North Entrance Road
From the Diamond Lake (North) Junction on Rim Drive, the North Entrance Road runs 9.2 miles north to meet state highway 138. Open pumice fields and features like Red Cone (7363′), Bald Crater (6478′), and Grouse Hill (7412′) dominate the panorama as visitors ascend from the northern park boundary to the Crater Lake rim.
Golden-mantled Ground Squirrel – watch out, these small squirrels tend to dash across the roads of Crater Lake. Slow down and give these guys a break.
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|North Entrance Road – see top of map
Total distance: 9.2 miles
Northern park boundary
(mile 0.0) Highway 138 enters Crater Lake National Park amidst a forest of hemlocks and Shasta red firs.
North Entrance sign
(mile .18) You will find an Entrance sign here. This is s a nice location for a photograph.
North Entrance Station
Lodgepole pine forest turnout
(mile .88) At this elevation in the park lodgepole pine is usually the first tree to gain a foothold in areas denuded by fire or other catastrophes.
Pumice Desert Entrance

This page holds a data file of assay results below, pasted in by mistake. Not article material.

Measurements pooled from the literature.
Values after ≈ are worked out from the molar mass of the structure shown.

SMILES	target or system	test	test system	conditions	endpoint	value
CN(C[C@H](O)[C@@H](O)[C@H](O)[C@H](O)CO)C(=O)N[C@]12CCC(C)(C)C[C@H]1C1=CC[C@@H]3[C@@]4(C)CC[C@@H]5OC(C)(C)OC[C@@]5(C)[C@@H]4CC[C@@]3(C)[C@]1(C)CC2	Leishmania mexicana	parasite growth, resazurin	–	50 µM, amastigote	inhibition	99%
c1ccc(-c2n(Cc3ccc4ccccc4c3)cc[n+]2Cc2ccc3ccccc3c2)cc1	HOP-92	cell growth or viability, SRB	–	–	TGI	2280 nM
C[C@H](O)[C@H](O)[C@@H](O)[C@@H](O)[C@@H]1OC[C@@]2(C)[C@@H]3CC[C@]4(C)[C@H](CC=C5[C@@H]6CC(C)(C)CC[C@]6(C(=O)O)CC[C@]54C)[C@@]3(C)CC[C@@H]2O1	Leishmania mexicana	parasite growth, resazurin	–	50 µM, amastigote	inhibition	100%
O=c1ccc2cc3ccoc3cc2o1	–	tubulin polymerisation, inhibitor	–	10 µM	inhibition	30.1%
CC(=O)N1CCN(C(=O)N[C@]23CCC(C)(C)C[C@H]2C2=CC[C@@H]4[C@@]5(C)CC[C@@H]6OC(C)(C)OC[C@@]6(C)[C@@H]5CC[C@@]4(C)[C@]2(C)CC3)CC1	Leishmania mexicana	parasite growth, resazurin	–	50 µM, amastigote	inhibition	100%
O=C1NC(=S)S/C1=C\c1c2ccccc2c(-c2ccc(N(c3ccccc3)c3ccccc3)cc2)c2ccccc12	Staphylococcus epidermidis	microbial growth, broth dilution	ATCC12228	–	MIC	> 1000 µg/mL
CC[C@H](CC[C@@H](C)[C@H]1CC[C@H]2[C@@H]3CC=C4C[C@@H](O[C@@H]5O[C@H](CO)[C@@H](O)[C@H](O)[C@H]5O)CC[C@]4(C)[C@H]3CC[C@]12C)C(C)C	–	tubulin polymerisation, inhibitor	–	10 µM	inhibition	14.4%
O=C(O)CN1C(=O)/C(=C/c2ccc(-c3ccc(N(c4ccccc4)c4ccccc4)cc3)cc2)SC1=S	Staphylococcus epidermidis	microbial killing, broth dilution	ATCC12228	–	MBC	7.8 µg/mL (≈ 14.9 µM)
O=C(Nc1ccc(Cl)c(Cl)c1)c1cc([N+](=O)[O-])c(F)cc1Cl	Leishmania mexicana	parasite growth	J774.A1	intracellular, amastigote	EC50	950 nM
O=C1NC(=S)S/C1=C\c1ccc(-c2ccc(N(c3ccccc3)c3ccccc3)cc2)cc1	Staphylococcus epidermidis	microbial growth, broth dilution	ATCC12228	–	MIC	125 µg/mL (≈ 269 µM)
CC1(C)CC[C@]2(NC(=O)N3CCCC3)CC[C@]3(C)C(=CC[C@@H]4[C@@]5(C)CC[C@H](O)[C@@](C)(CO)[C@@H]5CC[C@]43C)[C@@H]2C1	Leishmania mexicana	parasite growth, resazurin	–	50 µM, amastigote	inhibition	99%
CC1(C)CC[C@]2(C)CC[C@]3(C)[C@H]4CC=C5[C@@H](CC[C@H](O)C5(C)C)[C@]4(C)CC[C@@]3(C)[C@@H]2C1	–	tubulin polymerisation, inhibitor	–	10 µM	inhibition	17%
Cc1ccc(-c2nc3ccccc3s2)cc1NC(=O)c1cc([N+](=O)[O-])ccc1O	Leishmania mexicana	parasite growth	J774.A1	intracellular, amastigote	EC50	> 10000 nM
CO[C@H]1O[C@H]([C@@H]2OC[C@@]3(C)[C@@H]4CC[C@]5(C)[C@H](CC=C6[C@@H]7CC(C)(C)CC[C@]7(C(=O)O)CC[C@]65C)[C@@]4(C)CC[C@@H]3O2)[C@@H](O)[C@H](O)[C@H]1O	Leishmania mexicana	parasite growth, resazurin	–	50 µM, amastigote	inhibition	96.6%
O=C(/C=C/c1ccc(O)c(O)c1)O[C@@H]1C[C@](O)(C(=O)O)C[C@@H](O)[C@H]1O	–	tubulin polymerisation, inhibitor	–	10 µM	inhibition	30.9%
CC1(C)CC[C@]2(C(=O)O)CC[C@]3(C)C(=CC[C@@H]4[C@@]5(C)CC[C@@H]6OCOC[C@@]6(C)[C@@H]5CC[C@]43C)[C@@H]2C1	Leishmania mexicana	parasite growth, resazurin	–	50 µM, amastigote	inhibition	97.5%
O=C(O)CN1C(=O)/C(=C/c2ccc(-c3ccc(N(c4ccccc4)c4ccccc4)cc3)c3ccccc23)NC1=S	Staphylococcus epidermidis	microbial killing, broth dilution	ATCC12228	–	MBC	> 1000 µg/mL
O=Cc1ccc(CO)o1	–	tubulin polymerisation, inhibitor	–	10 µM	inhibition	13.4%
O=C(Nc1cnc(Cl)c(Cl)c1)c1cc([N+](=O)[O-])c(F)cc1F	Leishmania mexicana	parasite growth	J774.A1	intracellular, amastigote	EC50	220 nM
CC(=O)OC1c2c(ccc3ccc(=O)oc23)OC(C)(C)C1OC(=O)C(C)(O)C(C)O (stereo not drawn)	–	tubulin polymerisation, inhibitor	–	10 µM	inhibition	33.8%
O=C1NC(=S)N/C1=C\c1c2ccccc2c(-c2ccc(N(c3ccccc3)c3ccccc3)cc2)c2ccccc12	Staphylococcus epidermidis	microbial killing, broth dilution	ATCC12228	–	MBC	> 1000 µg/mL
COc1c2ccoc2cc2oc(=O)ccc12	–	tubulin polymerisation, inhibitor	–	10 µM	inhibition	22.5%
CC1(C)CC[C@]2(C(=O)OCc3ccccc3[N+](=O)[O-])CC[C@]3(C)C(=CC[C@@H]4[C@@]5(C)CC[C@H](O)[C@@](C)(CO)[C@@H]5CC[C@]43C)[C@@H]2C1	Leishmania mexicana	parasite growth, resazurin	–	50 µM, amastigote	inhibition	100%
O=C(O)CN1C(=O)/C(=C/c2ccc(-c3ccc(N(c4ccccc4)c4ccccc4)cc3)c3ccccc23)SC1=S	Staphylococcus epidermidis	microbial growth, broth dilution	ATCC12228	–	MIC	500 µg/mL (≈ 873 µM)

(mile 3.7) At this point the visitor leaves the lodgepole pine forest and enters the Pumice Desert, a broad flat in the northern section of the park. This desert was covered with pumice and ash more than 200 feet deep in some places by the explosion of Mount Mazama. It has only started to be invaded by scattered lodgepole pines. Due to its scarcity of organic matter, few plants have taken hold to further enrich the soil. Straight ahead is Llao Rock with the point of Hillman Peak to it’s right. Mount Scott is to the southeast.
Pumice Desert Turnout
(mile 4.26) There is an interpretive marker here describing the origins of the Pumice Desert. Desert Ridge and Desert Cone lie to the northwest and Timber Crater is to the northeast. This is also a great location for photographs. Timber Crater (7,403 feet) is to the Northeast.
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